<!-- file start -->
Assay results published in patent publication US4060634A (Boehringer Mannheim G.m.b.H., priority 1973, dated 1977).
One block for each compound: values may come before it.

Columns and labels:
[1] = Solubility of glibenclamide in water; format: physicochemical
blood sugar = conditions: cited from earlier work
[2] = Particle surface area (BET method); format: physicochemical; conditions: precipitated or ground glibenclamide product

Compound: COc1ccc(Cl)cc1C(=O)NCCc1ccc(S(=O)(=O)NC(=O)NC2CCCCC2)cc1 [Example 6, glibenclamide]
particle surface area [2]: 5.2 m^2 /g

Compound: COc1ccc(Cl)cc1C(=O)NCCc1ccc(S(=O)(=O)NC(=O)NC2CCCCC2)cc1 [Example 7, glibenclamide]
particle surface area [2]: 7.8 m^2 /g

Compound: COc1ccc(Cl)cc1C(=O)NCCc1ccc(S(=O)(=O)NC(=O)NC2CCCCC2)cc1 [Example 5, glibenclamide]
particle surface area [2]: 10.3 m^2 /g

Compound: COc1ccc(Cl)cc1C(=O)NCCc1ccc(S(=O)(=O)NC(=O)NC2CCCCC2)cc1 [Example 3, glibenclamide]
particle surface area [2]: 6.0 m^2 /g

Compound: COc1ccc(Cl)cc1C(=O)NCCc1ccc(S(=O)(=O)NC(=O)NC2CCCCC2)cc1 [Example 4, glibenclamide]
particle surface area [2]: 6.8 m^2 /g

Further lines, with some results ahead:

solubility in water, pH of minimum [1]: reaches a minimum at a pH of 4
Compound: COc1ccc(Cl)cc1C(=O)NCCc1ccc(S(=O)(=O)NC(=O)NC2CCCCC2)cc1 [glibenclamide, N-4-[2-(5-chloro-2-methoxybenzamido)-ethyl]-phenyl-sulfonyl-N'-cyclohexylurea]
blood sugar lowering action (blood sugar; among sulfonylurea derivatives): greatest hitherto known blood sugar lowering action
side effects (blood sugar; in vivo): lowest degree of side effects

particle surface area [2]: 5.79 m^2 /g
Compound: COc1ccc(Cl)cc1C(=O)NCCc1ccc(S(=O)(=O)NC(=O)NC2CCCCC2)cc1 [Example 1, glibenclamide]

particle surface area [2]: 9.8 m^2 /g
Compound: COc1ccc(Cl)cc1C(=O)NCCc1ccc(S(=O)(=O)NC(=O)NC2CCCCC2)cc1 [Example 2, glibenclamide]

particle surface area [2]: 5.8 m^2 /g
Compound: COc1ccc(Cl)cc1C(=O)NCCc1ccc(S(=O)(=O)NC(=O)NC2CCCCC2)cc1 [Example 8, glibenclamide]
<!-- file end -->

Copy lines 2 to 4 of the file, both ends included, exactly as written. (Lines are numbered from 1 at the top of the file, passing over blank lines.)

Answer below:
One block for each compound: values may come before it.

Columns and labels:
[1] = Solubility of glibenclamide in water; format: physicochemical